Mr. Speaker, once again, when talking about refining margins, members should get their facts straight. In Canada, the margin is currently 22¢, whereas in the United States, it is 25.4¢. The margin here in Canada is better for consumers. This is important. We can see today that the Bloc is useless in Ottawa, because its motion serves no purpose.

Why is the Bloc presenting this motion? Because, it wants to deflect debate at the moment. There is quarrelling within the sovereignist movement. The leader of the Bloc Québécois would like to be the leader of the Parti Québécois, because he thinks he is useless—

Gasoline PricesOral Questions

2:35 p.m.

Liberal

The Speaker Liberal Peter Milliken

The hon. member for Trois-Rivières.

Gasoline PricesOral Questions

2:35 p.m.

Bloc

Paule Brunelle Bloc Trois-Rivières, QC

Mr. Speaker, when members vote in the House, all members count.

With every 50 litres of gasoline, the consumer sends $10 in excess profits to the major oil companies. The former competition commissioner stated that he lacked the powers to investigate the price of gasoline.

By refusing to give more powers to the Competition Bureau, is the government not confirming its intention to protect the oil companies to the detriment of consumers?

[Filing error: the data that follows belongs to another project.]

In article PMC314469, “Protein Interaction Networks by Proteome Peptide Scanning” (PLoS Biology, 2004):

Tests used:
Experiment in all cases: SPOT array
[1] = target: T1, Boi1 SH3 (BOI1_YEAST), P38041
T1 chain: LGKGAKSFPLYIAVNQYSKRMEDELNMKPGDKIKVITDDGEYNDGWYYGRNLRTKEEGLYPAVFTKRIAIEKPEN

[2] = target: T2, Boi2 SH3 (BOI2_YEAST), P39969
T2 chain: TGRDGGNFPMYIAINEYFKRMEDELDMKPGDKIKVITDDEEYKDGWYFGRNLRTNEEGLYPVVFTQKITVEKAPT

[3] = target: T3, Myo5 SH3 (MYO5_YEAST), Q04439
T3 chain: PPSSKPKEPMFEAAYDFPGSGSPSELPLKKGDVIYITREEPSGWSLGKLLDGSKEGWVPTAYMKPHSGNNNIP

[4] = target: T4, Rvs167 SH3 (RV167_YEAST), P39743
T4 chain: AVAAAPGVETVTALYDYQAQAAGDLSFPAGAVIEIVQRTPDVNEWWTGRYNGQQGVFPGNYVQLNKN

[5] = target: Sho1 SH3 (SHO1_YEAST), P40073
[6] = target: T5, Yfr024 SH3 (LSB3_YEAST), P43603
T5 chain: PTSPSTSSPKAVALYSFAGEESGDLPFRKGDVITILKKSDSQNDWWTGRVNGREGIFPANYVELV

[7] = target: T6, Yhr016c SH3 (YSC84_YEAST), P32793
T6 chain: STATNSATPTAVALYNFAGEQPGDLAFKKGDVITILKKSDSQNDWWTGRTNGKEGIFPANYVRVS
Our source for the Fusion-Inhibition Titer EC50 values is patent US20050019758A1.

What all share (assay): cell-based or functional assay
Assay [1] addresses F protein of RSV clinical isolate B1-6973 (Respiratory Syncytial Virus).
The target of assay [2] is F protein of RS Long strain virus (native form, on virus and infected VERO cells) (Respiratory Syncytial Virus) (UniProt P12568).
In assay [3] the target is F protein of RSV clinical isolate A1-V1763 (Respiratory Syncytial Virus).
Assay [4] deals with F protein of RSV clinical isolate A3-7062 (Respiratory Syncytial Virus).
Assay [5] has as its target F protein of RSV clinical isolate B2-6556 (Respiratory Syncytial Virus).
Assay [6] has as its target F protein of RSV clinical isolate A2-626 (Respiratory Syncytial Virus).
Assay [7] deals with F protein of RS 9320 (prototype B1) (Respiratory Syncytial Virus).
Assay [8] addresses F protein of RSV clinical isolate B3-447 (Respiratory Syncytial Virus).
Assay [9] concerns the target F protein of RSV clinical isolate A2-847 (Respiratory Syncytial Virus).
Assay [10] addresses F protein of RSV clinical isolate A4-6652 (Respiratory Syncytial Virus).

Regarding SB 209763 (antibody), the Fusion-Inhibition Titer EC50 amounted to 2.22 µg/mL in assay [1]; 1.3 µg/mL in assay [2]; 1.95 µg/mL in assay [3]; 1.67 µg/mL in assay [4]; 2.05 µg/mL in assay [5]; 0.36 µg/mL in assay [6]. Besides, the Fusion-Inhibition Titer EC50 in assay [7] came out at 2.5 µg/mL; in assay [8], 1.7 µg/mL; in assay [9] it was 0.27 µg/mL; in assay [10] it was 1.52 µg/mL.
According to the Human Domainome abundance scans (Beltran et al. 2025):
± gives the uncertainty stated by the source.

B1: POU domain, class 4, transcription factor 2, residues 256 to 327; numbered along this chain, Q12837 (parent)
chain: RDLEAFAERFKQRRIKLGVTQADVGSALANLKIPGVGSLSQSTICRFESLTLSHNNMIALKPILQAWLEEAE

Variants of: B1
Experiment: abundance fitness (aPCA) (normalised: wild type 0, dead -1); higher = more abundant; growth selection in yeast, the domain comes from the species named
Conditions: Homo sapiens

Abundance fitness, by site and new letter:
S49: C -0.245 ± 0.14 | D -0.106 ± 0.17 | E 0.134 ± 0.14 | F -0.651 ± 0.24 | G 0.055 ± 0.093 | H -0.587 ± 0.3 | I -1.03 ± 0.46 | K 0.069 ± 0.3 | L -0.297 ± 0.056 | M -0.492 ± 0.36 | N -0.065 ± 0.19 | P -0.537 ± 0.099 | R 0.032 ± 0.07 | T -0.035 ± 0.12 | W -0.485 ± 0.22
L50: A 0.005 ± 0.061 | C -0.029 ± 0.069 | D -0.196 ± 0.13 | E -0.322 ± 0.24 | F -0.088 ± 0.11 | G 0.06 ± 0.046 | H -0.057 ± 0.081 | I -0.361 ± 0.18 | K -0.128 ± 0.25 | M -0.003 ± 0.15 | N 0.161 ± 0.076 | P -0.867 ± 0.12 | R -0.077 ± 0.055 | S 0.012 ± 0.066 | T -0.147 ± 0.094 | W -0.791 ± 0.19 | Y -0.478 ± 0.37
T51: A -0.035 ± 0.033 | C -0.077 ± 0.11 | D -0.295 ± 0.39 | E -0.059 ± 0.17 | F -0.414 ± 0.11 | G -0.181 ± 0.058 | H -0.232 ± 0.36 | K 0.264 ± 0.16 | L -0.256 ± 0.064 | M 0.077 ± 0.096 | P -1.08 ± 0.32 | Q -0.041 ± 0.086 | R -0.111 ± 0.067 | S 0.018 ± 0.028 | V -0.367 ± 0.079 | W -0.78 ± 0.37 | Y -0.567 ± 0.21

Gasoline PricesOral Questions

2:35 p.m.

Beauce Québec

Conservative

Maxime Bernier ConservativeMinister of Industry

Mr. Speaker, that is not true. The Competition Bureau has all the powers it needs to act. It has done so in the past and will do so in the future. The Competition Bureau has conducted over six studies into allegations of collusion in Canada's oil and gas sector and concluded in each case that the price reflected market forces.

The Bloc Québécois does not believe in the free market, it does not consider the price competitive and in keeping with global gasoline prices, but those are the facts. Finally, the Bloc Québécois is showing us once again that, on the important matters, it does not know the issues or the facts.